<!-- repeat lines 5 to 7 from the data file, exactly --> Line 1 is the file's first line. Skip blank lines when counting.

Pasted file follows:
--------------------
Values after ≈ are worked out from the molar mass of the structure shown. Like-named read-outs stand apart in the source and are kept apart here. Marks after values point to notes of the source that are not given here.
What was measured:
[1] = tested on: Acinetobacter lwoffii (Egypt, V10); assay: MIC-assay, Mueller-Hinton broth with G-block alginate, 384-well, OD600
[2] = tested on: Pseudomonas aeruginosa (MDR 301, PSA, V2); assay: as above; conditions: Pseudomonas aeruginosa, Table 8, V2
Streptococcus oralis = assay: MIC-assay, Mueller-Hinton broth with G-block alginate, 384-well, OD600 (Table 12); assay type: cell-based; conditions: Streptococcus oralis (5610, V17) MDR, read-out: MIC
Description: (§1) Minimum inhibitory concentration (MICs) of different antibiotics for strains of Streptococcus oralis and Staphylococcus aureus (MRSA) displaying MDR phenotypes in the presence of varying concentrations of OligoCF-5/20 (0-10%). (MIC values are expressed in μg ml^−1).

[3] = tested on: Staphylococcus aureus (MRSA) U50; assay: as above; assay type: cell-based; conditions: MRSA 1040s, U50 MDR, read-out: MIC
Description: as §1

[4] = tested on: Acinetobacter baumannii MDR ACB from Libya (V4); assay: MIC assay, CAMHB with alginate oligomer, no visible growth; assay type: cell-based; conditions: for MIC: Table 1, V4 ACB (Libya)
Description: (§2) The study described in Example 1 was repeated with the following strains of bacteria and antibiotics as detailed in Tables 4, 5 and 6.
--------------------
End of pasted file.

Streptococcus oralis = assay: MIC-assay, Mueller-Hinton broth with G-block alginate, 384-well, OD600 (Table 12); assay type: cell-based; conditions: Streptococcus oralis (5610, V17) MDR, read-out: MIC
Description: (§1) Minimum inhibitory concentration (MICs) of different antibiotics for strains of Streptococcus oralis and Staphylococcus aureus (MRSA) displaying MDR phenotypes in the presence of varying concentrations of OligoCF-5/20 (0-10%). (MIC values are expressed in μg ml^−1).

[3] = tested on: Staphylococcus aureus (MRSA) U50; assay: as above; assay type: cell-based; conditions: MRSA 1040s, U50 MDR, read-out: MIC